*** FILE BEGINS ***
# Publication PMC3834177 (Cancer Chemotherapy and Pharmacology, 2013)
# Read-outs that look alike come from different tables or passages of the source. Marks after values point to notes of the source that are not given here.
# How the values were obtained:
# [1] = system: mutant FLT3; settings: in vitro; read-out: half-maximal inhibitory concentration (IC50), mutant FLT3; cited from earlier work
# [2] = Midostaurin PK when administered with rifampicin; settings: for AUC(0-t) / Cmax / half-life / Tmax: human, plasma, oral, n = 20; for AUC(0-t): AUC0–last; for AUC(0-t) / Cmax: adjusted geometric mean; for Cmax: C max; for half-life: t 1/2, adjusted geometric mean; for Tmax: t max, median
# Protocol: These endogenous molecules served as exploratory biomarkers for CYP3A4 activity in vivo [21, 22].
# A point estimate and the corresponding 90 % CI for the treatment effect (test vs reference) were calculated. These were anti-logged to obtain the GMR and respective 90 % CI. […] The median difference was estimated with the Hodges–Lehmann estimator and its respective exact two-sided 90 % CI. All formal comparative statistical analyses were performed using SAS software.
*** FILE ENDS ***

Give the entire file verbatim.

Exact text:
# Publication PMC3834177 (Cancer Chemotherapy and Pharmacology, 2013)
# Read-outs that look alike come from different tables or passages of the source. Marks after values point to notes of the source that are not given here.
# How the values were obtained:
# [1] = system: mutant FLT3; settings: in vitro; read-out: half-maximal inhibitory concentration (IC50), mutant FLT3; cited from earlier work
# [2] = Midostaurin PK when administered with rifampicin; settings: for AUC(0-t) / Cmax / half-life / Tmax: human, plasma, oral, n = 20; for AUC(0-t): AUC0–last; for AUC(0-t) / Cmax: adjusted geometric mean; for Cmax: C max; for half-life: t 1/2, adjusted geometric mean; for Tmax: t max, median
# Protocol: These endogenous molecules served as exploratory biomarkers for CYP3A4 activity in vivo [21, 22].
# A point estimate and the corresponding 90 % CI for the treatment effect (test vs reference) were calculated. These were anti-logged to obtain the GMR and respective 90 % CI. […] The median difference was estimated with the Hodges–Lehmann estimator and its respective exact two-sided 90 % CI. All formal comparative statistical analyses were performed using SAS software.